9. Hecatee Traveller of the pasts

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    Oh sorry for the spoiler, but yes events did stop the plague further east...

    Yes, except in the North : they do not want to take all of the Hermunduri lands north of the Boii tribe, just defensive position in the mountains to close off the possibility of raids

    From the info I did find, adding nettles to the flax helped add a touch of shiny to the linen and made it a higher value product.
     
  10. mplustwerk Well-Known Member

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    I'm not sure if this has already come up and I just missed it, but who is Marcus Aurelius's heir? Considering he's in his late 40's at this point and has already fought and been wounded in a major war you'd think he'd have designated an heir by this point, or at least have a few ideas in mind for one.
     
  11. Praetor98 #TeamBlue

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    I think the Roman Army ought to be made independent of the Provincial Governors. Those people will be threats so long as they have legions of their own to call upon. Make the Legions loyal to one thing, Rome itself, which becomes headquarters for the Army as a whole, not to the Governors. This is why I suggested that the system of Military Districts be implemented as a first step towards making the legions a somewhat less political force.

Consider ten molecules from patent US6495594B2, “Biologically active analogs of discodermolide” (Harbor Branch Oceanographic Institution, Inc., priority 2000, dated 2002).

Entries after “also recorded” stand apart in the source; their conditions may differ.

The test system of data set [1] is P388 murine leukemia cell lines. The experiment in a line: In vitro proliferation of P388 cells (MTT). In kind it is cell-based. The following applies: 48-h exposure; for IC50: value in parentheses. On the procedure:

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  12. NthBelisarius Well-Known Member

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    I think the legions are inherently political, they are the reason the Emperor is the Emperor. Any illusions to the contrary were dispelled when Claudius was forced to become Emperor by the legionaries who found him hiding behind a curtain. I don't think you can put that genie back in its bottle.

    I also think the legions will be relatively loyal as long as they know they pay comes from the Emperor, not their current governor. I don't know enough about this time period to know if that is true, but soldiers are generally loyal to those who pay them. The danger comes when the Emperor dies and legions might see an opportunity to put their own candidate on the throne, who will (of course) pay them more. But then, transitions of power are always the most fragile times in any political system.
     
    Last edited: Apr 17, 2018
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  13. Praetor98 #TeamBlue

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    Actually, that was the Praetorian Guard. And you are right about the whole loyalty to payment. Which is why a fixed pay scale should be introduced for the army.